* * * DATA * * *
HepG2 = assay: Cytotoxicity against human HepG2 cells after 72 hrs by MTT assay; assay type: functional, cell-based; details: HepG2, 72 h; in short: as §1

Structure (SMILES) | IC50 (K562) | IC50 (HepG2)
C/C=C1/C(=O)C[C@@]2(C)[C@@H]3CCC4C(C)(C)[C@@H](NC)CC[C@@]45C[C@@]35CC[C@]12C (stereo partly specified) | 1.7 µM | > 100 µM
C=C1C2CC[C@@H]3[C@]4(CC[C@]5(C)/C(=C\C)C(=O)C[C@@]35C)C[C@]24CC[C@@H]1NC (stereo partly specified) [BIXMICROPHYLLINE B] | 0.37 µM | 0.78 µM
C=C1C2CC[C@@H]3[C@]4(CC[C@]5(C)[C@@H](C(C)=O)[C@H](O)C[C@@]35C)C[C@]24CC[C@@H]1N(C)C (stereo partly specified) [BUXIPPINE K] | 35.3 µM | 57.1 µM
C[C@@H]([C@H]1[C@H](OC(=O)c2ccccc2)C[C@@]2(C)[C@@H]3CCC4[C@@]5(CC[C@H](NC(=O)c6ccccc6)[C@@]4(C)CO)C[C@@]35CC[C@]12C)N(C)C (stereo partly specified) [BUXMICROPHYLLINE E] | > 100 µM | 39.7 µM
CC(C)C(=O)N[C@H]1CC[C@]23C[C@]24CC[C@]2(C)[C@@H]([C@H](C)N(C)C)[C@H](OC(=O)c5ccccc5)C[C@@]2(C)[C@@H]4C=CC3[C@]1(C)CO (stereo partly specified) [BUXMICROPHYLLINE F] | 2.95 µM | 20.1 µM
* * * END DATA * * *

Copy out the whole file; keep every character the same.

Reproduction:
HepG2 = assay: Cytotoxicity against human HepG2 cells after 72 hrs by MTT assay; assay type: functional, cell-based; details: HepG2, 72 h; in short: as §1

Structure (SMILES) | IC50 (K562) | IC50 (HepG2)
C/C=C1/C(=O)C[C@@]2(C)[C@@H]3CCC4C(C)(C)[C@@H](NC)CC[C@@]45C[C@@]35CC[C@]12C (stereo partly specified) | 1.7 µM | > 100 µM
C=C1C2CC[C@@H]3[C@]4(CC[C@]5(C)/C(=C\C)C(=O)C[C@@]35C)C[C@]24CC[C@@H]1NC (stereo partly specified) [BIXMICROPHYLLINE B] | 0.37 µM | 0.78 µM
C=C1C2CC[C@@H]3[C@]4(CC[C@]5(C)[C@@H](C(C)=O)[C@H](O)C[C@@]35C)C[C@]24CC[C@@H]1N(C)C (stereo partly specified) [BUXIPPINE K] | 35.3 µM | 57.1 µM
C[C@@H]([C@H]1[C@H](OC(=O)c2ccccc2)C[C@@]2(C)[C@@H]3CCC4[C@@]5(CC[C@H](NC(=O)c6ccccc6)[C@@]4(C)CO)C[C@@]35CC[C@]12C)N(C)C (stereo partly specified) [BUXMICROPHYLLINE E] | > 100 µM | 39.7 µM
CC(C)C(=O)N[C@H]1CC[C@]23C[C@]24CC[C@]2(C)[C@@H]([C@H](C)N(C)C)[C@H](OC(=O)c5ccccc5)C[C@@]2(C)[C@@H]4C=CC3[C@]1(C)CO (stereo partly specified) [BUXMICROPHYLLINE F] | 2.95 µM | 20.1 µM